D and I recently returned from a whirlwind trip to London, Paris, Reims and Marseille, where we went with a dear friend to celebrate a significant birthday he was having. Our friend, who is an artist, was dying to go see an exhibition at the National Portrait Gallery in London of John Singer Sargent’s portraits of his friends, so we thought we’d take the opportunity to turn this into an extended birthday celebration, and have a few nice meals at the same time. It all started modestly enough. We were to go to London to see the Sargent exhibition, and then take the train to Paris for a couple of nights to explore the food scene there, and then fly home. As things tend to go with us, however, a small side-trip got added here, and another there, and next thing we knew, a 4-night getaway had turned into a 10-day holiday with additional stops in Champagne and Provence. […]
Last summer, Daniel and I went to Apulia, Italy for a holiday. We ended our stay a little early because the weather in the beach town of Gallipoli promised to be steady rain for 7 days … and you don’t want to be in a provincial beach town if you can’t go to the beach. About the only thing you can do if it’s raining is sleep, eat and drink … and based on the spectacular meals we had had for the first few days, we knew that if we stayed, we’d put on 20 pounds each. Because Apulia is known for pasta. Beautiful, toothsome, fattening pasta. It is featured on menus at both lunch and dinner; I was led to understand that most families eat it at least daily. And one type pasta in particular is practically a trademark of Apulia: orecchiette. […]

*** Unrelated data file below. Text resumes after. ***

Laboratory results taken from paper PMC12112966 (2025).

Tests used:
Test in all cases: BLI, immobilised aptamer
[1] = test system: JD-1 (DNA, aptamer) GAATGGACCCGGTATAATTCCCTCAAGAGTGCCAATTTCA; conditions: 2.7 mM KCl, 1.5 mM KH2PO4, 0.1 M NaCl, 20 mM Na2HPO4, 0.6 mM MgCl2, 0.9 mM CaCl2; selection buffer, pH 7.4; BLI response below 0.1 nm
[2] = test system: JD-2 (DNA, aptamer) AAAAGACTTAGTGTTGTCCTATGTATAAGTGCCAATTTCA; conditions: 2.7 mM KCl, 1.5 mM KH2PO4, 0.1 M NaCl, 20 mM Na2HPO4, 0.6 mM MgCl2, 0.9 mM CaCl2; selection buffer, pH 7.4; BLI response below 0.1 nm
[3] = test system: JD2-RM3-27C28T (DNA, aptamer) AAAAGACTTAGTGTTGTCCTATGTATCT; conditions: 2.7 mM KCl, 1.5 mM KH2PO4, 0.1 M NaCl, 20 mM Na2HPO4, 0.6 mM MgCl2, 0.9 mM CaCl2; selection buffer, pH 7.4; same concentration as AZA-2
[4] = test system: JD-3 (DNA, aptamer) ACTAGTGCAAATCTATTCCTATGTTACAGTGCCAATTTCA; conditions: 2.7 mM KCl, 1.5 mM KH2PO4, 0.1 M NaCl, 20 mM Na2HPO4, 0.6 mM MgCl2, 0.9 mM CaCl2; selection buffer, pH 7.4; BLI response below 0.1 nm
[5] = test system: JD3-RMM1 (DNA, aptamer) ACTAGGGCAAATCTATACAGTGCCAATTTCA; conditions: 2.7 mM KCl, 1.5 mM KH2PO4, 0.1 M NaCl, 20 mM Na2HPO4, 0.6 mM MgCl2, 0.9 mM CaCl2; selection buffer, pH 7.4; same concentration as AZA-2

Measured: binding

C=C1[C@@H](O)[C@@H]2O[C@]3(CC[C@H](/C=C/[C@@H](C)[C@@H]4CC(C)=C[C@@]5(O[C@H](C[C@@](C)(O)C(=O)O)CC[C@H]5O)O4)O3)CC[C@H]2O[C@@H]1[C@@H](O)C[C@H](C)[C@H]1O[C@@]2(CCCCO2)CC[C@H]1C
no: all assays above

I mentioned in my first blog post that I am a technical writer by profession. Something happened yesterday, though, that has put that into question. Getting the news yesterday afternoon of the death of my childhood best friend’s mom, a woman I really liked, upset me. I found my thoughts dwelling on Mrs. Gullberg, and how nice she had been, and I couldn’t really focus on work. So, I walked out of my new contract job only 3 days into it. […]
(Skip ahead to Shortcut Chicken Stock)
Yes, that’s pressure cookers, plural. I have three of them.
Actually, four, if you count the huge pressure canner that I keep in the basement. But that only gets used once or twice a year, unlike the others, which see use several times a week. I was always fascinated by the notion of pressure cookery. It started, I think, with my Aunt Gay, who had one of the Presto aluminum models from the 70s, with the pressure regulator that wobbled back and forth on top, hissing diabolically. (The other object of my intense admiration belonging to my Aunt Gay was her Hoover upright vacuum, but that’s another story.) She used to to make all sort of things, but in particular, boiling potatoes to be mashed. Imagine, potatoes cooked in 7 minutes! (Only later, when I begin putting together entire meals on my own did I realize that the 15 or 20 minutes needed to boil potatoes the normal way gives the cook a bit of a respite in trying to pull together several dishes to be ready at one time. But I digress). […]
Claudia Bianchi, a colleague of my husband who is the culinary producer for the show he developed and produces for The Food Network Canada, recently asked Daniel: “Why doesn’t Allan write a blog about what he does in the kitchen?” My first thought was “What on earth does the world need with another food blog?”. My second was “What have I got to say that (a) hasn’t been said already, or (b) hasn’t been said better by someone else?”. There are a LOT of food-related blogs out there. Some are terrific, like Joe Pastry’s baking blog. His site really reflects his passion for baking. It’s got very high production values, and Joe is clearly a hugely-talented amateur baker. Then again, some food blogs are just ho-hum, which leads one to ask oneself: “Who reads this stuff, and who cares about it?”. […]